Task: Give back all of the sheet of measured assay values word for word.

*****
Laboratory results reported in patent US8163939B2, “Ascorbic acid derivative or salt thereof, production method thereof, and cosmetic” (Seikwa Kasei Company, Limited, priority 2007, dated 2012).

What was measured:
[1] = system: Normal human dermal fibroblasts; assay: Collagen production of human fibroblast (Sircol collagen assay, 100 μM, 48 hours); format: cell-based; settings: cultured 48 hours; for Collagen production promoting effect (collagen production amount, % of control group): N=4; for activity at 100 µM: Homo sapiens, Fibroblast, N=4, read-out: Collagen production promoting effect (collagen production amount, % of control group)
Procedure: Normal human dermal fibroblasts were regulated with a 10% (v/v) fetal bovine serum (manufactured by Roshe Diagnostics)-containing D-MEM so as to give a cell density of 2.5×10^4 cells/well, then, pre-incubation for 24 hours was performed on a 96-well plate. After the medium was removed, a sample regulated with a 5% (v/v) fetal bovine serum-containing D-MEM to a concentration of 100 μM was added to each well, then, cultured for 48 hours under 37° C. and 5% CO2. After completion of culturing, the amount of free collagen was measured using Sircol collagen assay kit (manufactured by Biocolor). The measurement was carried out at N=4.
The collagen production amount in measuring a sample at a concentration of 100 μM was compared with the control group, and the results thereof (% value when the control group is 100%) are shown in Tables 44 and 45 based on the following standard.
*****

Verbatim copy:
Laboratory results reported in patent US8163939B2, “Ascorbic acid derivative or salt thereof, production method thereof, and cosmetic” (Seikwa Kasei Company, Limited, priority 2007, dated 2012).

What was measured:
[1] = system: Normal human dermal fibroblasts; assay: Collagen production of human fibroblast (Sircol collagen assay, 100 μM, 48 hours); format: cell-based; settings: cultured 48 hours; for Collagen production promoting effect (collagen production amount, % of control group): N=4; for activity at 100 µM: Homo sapiens, Fibroblast, N=4, read-out: Collagen production promoting effect (collagen production amount, % of control group)
Procedure: Normal human dermal fibroblasts were regulated with a 10% (v/v) fetal bovine serum (manufactured by Roshe Diagnostics)-containing D-MEM so as to give a cell density of 2.5×10^4 cells/well, then, pre-incubation for 24 hours was performed on a 96-well plate. After the medium was removed, a sample regulated with a 5% (v/v) fetal bovine serum-containing D-MEM to a concentration of 100 μM was added to each well, then, cultured for 48 hours under 37° C. and 5% CO2. After completion of culturing, the amount of free collagen was measured using Sircol collagen assay kit (manufactured by Biocolor). The measurement was carried out at N=4.
The collagen production amount in measuring a sample at a concentration of 100 μM was compared with the control group, and the results thereof (% value when the control group is 100%) are shown in Tables 44 and 45 based on the following standard.